Florence and the Machine, Ceremonials
There’s a certain truth to the thought that every piece of art is a piece of the artist; the things we create inevitably reflect some part of ourselves. Florence Welch, the former art student and namesake behind Florence and the Machine, is declared “a mass of contradictions” on her website. And on the British electro-pop powerhouse’s sophomore album, Ceremonials, this contradictory nature comes out strongly.
This isn’t necessarily a bad thing. The album is almost manic in its life. The highs are really high—full of pulse, life, beat, passion—everything that drew us all to Welch and her ever-changing group of collaborators (“the Machine”) in the first place. But the lows aren’t even lows so much as flats. Although released two years, three months and 25 days after her wildly popular debut Lungs, much of the album feels rushed in its development—like if there had been more time, this track wouldn’t have been on the album, or that track would have grown more and realized its potential.
Two singles from the album have already received radio airplay: “Shake It Out” and “What the Water Gave Me.” The two would be hard-pressed to be more different. “Shake It Out” is a victorious anthem of hope, future and optimism, touting lyrics like, It’s always darkest before the dawn and, It’s hard to dance with a devil on your back / so shake him out. It’s a brilliant follow-up to her biggest hit from Lungs, “Dog Days Are Over.” But “What the Water Gave Me,” although it has an unrelenting beat during the verses, lacks drive and depth. The floating chorus is lovely and contrasting, but it fails to pull the listener in. One is able to maintain a safe distance, observing, but not participating in the music. Part of this may be the balance of the track; a little less cymbals and lower vocals might be all it takes to dive head first into the potential well of sound. This is one of the tracks that suffers either from too little time in development, or too much time away from the other tracks. (But don’t misunderstand me, that chorus will still get stuck in your head.)
The rest of the album bears this same dichotomy. So much of it is worthy of late-spring, windows-down, volume-up drives. Unfortunately those heralding anthems of life are sandwiched between lackluster minutes of sound and noise with no direction or pull.
“No Light, No Light” is much more in line with the Florence we’ve met in Lungs, and a progressive step. It moves forward, noisy, drums heavy and in your face. However, the previous track, “Lover to Lover,” barely merits so much as a passing glance or second listen.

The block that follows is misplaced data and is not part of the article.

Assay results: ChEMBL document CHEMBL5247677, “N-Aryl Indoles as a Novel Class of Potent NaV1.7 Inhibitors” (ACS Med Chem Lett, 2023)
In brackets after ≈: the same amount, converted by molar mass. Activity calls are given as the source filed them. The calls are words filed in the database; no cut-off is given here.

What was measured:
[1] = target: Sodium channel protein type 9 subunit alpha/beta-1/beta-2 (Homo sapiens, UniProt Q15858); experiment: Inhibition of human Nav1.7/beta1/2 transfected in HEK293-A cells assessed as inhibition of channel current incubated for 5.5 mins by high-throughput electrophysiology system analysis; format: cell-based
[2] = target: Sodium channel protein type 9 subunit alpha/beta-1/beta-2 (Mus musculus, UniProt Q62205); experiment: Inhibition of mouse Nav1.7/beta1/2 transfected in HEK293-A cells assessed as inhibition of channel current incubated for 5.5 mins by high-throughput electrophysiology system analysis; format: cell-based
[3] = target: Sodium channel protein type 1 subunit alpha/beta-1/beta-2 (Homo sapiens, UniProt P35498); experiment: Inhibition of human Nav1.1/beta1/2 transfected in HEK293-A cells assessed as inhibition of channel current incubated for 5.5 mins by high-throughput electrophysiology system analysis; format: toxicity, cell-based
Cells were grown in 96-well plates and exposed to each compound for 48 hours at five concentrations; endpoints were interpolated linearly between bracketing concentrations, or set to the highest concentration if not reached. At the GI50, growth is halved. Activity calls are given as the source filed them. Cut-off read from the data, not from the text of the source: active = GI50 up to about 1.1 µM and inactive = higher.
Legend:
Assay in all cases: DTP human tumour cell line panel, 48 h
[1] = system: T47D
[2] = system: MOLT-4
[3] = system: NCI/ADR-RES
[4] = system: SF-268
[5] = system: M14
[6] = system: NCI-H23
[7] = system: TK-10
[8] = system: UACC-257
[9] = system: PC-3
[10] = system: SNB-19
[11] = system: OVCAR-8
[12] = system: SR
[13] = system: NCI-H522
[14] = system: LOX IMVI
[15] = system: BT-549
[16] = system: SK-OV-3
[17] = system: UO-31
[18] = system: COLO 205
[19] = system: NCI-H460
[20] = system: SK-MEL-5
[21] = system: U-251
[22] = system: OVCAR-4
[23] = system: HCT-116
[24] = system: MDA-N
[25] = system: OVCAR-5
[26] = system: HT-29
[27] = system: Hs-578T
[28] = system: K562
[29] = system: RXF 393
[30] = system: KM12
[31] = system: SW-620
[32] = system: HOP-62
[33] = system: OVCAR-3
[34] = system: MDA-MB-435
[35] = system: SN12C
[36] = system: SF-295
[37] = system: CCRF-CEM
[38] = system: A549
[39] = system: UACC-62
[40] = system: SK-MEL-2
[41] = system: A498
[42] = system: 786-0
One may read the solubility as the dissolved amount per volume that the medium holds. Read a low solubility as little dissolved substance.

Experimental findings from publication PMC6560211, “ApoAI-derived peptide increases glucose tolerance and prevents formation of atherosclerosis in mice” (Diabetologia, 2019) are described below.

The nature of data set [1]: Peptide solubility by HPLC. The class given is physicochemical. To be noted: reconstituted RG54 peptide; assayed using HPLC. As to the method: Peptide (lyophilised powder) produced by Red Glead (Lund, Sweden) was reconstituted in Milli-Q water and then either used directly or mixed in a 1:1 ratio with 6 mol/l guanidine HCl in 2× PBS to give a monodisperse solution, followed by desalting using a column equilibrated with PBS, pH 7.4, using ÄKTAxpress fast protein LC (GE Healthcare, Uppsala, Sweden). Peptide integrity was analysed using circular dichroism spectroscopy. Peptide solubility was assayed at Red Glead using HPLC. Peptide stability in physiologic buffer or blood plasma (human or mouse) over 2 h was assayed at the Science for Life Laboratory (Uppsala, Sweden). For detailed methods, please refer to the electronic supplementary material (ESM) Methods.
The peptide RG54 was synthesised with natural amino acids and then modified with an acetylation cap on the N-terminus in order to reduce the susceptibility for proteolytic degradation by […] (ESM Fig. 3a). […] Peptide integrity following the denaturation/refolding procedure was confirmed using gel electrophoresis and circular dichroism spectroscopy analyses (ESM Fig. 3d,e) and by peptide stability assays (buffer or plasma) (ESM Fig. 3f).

“All This and Heaven Too” is another stand-out track on the album. It is by far the poppiest and bubblegummiest of the band's catalog. The voice is Florence. The noise is Florence. The structure is Florence. All of the sound is Florence ... but the feel of the song is someone else. It is evidence of another strange characteristic of the album: a bizarre 1980-meets-2010 vibe that keeps cropping up. There are indistinct but undeniable strains of Annie Lennox, Cyndi Lauper and the like mixed with Bjork.
The album ends with what might be the most characteristic track, “Leave My Body.” It is exactly what you’d expect from Florence and the Machine: haunting, twisted, but irresistible. Even hints at openness in chords and background choruses are disrupted by jagged beats or harmonies that are just tight enough to make you uncomfortable.
As for the standard vs. deluxe debate: Spend the money, get the deluxe. “Strangeness and Charm” would be worth the monetary difference alone. But the demos of “What the Water Gave Me” and “Landscape” are great, too—the former because it lends more depth to the song than the released version has, and the latter because it has some great lyrics. The real clincher is in the acoustic version of “Shake It Out.”. I do miss having the Machine’s noise on this one, but it’s vulnerable and endearing. If it finds its way to a charity commercial, I will neither be surprised nor unmoved (read: I will weep like a child).
It’s hard to say that Ceremonials isn’t fireworks all the way through, but it’s not a bad album. If you’re thinking about starting your relationship with Florence and the Machine with this release, think again and start with Lungs. But follow-up albums and sequels are always difficult, and while Ceremonials is inconsistent, it is solid in its self-contradictions.